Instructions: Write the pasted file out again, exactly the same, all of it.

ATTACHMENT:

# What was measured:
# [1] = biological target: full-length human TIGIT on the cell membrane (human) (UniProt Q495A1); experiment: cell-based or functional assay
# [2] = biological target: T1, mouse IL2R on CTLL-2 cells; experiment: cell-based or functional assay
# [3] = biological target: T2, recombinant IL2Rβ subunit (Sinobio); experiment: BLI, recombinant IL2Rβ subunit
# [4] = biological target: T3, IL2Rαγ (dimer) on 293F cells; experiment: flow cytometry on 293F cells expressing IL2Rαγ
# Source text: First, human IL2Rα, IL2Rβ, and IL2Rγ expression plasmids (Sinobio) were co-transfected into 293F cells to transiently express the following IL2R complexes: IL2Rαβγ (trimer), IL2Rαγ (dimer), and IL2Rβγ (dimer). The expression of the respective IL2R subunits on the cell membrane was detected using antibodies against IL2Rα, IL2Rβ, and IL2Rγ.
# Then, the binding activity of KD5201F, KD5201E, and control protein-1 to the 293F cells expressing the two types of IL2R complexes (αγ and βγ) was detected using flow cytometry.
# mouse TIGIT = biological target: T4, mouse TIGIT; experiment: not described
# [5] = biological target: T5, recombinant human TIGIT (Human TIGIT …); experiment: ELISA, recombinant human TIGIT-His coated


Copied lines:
# What was measured:
# [1] = biological target: full-length human TIGIT on the cell membrane (human) (UniProt Q495A1); experiment: cell-based or functional assay
# [2] = biological target: T1, mouse IL2R on CTLL-2 cells; experiment: cell-based or functional assay
# [3] = biological target: T2, recombinant IL2Rβ subunit (Sinobio); experiment: BLI, recombinant IL2Rβ subunit
# [4] = biological target: T3, IL2Rαγ (dimer) on 293F cells; experiment: flow cytometry on 293F cells expressing IL2Rαγ
# Source text: First, human IL2Rα, IL2Rβ, and IL2Rγ expression plasmids (Sinobio) were co-transfected into 293F cells to transiently express the following IL2R complexes: IL2Rαβγ (trimer), IL2Rαγ (dimer), and IL2Rβγ (dimer). The expression of the respective IL2R subunits on the cell membrane was detected using antibodies against IL2Rα, IL2Rβ, and IL2Rγ.
# Then, the binding activity of KD5201F, KD5201E, and control protein-1 to the 293F cells expressing the two types of IL2R complexes (αγ and βγ) was detected using flow cytometry.
# mouse TIGIT = biological target: T4, mouse TIGIT; experiment: not described
# [5] = biological target: T5, recombinant human TIGIT (Human TIGIT …); experiment: ELISA, recombinant human TIGIT-His coated